By comparing The Wolf of Wall Street to American Psycho, Black highlights the qualities that separate the new genre of excess from satire and anti-consumerism films – a lack of judgmentalism on the part of the director, a use of formal techniques to emphasize the sensory overload of debauchery over the comfort of glamor, and the use of montage and monologue voice-over as a sort of infinite accounting by sensory barrage. She even dips into music’s recent entries in the genre – covering Kanye West, Lana Del Rey, and Lorde.

Black’s article makes so many points I’ve circled around for ages but struggled to put words to. It is an insanely well-studied and comprehensive piece. Cinephiles get reading. This is one of the best pieces of film writing we’ve seen this year.

Reviewing Black Widow
Gavia Baker-Whitelaw

This Season's Underslung Grenade Launcher

I’ve made it a priority never to review a woman’s performance in a film differently than I would a man’s. There are obvious exceptions, such as when those differences are crucial to a movie’s themes, but in the case of Captain America: The Winter Soldier, Scarlett Johansson could play the Captain and Chris Evans could play Black Widow and it wouldn’t make a jot of difference to the plot.

I’m not here to review a woman’s sexiness. If your eyes and your brain can’t do that much on their own, you’ve got bigger fish to fry. What Johansson is wearing ought to make as much difference to me as a critic as what Evans is. In fact, less so – his costume change gets its own scene, starring Stan Lee. Besides, I’m pretty sure Black Widow’s most notable accessories were an assault rifle and a jet plane.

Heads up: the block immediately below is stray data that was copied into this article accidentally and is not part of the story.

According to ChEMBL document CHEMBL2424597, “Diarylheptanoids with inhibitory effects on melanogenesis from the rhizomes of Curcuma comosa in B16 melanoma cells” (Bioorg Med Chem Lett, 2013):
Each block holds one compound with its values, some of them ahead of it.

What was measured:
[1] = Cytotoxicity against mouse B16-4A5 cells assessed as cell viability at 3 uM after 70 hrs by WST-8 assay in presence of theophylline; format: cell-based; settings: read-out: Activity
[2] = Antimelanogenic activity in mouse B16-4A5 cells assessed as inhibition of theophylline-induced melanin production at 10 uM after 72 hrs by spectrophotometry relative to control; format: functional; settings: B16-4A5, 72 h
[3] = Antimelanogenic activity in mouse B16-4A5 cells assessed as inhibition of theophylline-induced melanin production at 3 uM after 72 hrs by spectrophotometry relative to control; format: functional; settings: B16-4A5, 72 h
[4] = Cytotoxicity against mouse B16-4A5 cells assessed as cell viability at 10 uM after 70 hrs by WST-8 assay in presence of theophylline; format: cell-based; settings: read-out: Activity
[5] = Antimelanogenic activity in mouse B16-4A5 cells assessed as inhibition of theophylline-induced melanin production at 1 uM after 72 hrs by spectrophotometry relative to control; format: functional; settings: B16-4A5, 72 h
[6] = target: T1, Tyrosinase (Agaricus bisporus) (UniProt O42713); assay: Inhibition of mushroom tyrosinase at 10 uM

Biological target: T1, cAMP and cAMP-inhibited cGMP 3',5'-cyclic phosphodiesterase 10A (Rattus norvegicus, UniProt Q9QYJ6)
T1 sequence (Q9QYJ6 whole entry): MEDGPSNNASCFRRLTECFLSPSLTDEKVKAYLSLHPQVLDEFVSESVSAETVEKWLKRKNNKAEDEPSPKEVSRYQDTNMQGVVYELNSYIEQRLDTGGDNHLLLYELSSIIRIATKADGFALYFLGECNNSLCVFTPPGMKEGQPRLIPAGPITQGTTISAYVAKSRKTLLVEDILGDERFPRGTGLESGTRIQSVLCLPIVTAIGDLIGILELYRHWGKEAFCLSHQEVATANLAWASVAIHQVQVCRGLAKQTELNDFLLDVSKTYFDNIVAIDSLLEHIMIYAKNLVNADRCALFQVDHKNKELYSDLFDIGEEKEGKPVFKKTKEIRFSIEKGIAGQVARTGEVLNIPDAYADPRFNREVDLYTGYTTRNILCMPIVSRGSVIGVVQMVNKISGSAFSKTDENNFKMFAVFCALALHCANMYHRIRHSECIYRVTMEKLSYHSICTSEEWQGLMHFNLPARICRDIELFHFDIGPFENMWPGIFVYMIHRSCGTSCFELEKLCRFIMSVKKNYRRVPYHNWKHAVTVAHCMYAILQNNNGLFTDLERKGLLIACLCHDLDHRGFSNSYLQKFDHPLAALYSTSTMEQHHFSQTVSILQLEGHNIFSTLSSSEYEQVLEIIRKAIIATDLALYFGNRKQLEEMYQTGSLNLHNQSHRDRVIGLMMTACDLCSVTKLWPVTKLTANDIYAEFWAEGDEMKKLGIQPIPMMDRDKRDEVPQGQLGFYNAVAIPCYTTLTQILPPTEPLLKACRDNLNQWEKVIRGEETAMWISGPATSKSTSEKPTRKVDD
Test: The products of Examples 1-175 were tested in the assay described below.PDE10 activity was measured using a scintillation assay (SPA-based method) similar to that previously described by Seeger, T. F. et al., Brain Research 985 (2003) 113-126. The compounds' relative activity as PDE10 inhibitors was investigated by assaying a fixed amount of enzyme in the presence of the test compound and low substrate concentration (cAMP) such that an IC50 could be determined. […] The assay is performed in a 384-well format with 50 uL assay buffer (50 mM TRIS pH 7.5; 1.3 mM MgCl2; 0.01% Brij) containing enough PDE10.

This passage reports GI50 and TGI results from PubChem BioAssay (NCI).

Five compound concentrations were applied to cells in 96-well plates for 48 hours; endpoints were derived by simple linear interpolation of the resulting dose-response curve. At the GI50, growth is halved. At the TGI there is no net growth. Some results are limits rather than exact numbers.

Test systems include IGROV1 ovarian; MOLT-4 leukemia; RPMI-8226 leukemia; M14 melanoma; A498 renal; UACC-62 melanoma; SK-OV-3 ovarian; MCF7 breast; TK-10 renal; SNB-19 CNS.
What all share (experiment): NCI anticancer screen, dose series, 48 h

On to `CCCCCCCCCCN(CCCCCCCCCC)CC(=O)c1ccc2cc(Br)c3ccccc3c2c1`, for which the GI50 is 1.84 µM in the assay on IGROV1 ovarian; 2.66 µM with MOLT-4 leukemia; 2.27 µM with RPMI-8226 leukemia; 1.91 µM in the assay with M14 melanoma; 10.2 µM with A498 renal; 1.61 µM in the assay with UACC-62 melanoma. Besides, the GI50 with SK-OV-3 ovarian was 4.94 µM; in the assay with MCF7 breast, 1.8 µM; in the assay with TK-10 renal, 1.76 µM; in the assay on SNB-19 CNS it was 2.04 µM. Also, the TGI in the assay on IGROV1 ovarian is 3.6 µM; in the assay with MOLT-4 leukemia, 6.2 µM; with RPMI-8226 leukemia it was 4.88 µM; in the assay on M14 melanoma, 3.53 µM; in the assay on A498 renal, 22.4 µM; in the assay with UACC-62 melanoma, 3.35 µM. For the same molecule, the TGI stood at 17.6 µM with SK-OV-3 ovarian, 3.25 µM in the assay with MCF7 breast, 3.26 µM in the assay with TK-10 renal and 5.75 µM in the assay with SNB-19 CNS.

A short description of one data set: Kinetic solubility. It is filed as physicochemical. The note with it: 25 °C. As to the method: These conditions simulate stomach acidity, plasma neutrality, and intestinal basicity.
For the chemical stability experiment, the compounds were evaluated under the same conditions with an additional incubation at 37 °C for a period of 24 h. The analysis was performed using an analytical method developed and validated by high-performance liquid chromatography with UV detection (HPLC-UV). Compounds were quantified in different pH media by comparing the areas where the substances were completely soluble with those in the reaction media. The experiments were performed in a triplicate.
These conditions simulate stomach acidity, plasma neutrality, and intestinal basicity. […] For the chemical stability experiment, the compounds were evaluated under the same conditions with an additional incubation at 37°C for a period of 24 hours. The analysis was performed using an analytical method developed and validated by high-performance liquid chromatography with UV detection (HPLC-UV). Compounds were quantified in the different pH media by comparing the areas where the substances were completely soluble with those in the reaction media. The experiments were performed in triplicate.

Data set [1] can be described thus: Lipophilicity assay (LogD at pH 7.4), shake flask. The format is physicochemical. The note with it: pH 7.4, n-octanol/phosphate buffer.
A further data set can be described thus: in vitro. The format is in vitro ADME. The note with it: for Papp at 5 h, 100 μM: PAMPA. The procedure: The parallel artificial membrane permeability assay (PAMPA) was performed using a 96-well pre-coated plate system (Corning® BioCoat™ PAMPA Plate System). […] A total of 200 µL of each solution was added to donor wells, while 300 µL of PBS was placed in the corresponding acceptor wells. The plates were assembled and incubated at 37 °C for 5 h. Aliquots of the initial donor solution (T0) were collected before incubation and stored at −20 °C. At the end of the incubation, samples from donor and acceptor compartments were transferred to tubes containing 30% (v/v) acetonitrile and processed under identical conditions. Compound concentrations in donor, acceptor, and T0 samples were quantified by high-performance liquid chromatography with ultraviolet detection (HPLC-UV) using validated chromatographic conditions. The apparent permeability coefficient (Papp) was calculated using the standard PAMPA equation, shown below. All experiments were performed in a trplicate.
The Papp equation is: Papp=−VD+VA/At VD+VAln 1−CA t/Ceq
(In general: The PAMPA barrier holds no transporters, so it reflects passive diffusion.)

So here’s where I’d take the majority of mainstream critics to task for reviewing Black Widow’s wardrobe over her function in the plot or Johansson’s excellent performance…except Gavia Baker-Whitelaw already did at The Daily Dot. I highly suggest you read her compilation and condemnation of so much of the sexist laziness and celebrity-revue-as-criticism we so regularly rail against here.

Lessons from The Wind Rises
Qina Liu

Jiro and paper airplane_out

Qina Liu has a treasure trove of deep, intelligent, heartfelt reviews. She blends a broad analytical knowledge of theatre and literature with a passion and storytelling ability that gets her reviews to that next level, where they themselves become pieces of social commentary and art.

Storytelling is about giving your reader all the information they’ll need for that one perfect sentence that hits them in the gut, without ever letting them know that’s what you’re doing. Liu has that ability in spades. She does it succinctly to make a cultural point about The Wind Rises and she draws her reading of August: Osage County into a dreamlike contemplation on family and death that reflects and expands on the themes of the film itself.

I discovered her this week and already she’s leapt to the top of my list of fellow critics.

TV’s Love of Dead Women
Sarah Marshall

Twin Peaks (ABC) 1990 - 1991 Created by David Lynch Shown: Kyle MacLachlan